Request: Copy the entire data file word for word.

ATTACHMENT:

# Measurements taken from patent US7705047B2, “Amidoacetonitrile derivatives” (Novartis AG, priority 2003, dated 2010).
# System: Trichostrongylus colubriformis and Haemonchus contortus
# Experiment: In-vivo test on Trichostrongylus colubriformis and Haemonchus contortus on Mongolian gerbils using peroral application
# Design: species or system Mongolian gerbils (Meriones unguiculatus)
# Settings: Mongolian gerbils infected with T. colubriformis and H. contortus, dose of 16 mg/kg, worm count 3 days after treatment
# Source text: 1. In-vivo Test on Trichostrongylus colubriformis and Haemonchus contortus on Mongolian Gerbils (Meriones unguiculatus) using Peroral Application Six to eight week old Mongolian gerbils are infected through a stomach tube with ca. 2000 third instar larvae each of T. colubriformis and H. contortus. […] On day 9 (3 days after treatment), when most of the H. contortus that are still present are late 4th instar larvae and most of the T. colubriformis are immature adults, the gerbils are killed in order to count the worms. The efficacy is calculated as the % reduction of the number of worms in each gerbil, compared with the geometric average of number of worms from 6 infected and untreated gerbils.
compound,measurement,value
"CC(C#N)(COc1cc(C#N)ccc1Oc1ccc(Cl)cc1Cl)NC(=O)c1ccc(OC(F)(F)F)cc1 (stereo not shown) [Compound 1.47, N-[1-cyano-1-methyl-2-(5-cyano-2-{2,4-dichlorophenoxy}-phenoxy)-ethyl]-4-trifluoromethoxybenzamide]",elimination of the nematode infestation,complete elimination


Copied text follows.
# Measurements taken from patent US7705047B2, “Amidoacetonitrile derivatives” (Novartis AG, priority 2003, dated 2010).
# System: Trichostrongylus colubriformis and Haemonchus contortus
# Experiment: In-vivo test on Trichostrongylus colubriformis and Haemonchus contortus on Mongolian gerbils using peroral application
# Design: species or system Mongolian gerbils (Meriones unguiculatus)
# Settings: Mongolian gerbils infected with T. colubriformis and H. contortus, dose of 16 mg/kg, worm count 3 days after treatment
# Source text: 1. In-vivo Test on Trichostrongylus colubriformis and Haemonchus contortus on Mongolian Gerbils (Meriones unguiculatus) using Peroral Application Six to eight week old Mongolian gerbils are infected through a stomach tube with ca. 2000 third instar larvae each of T. colubriformis and H. contortus. […] On day 9 (3 days after treatment), when most of the H. contortus that are still present are late 4th instar larvae and most of the T. colubriformis are immature adults, the gerbils are killed in order to count the worms. The efficacy is calculated as the % reduction of the number of worms in each gerbil, compared with the geometric average of number of worms from 6 infected and untreated gerbils.
compound,measurement,value
"CC(C#N)(COc1cc(C#N)ccc1Oc1ccc(Cl)cc1Cl)NC(=O)c1ccc(OC(F)(F)F)cc1 (stereo not shown) [Compound 1.47, N-[1-cyano-1-methyl-2-(5-cyano-2-{2,4-dichlorophenoxy}-phenoxy)-ethyl]-4-trifluoromethoxybenzamide]",elimination of the nematode infestation,complete elimination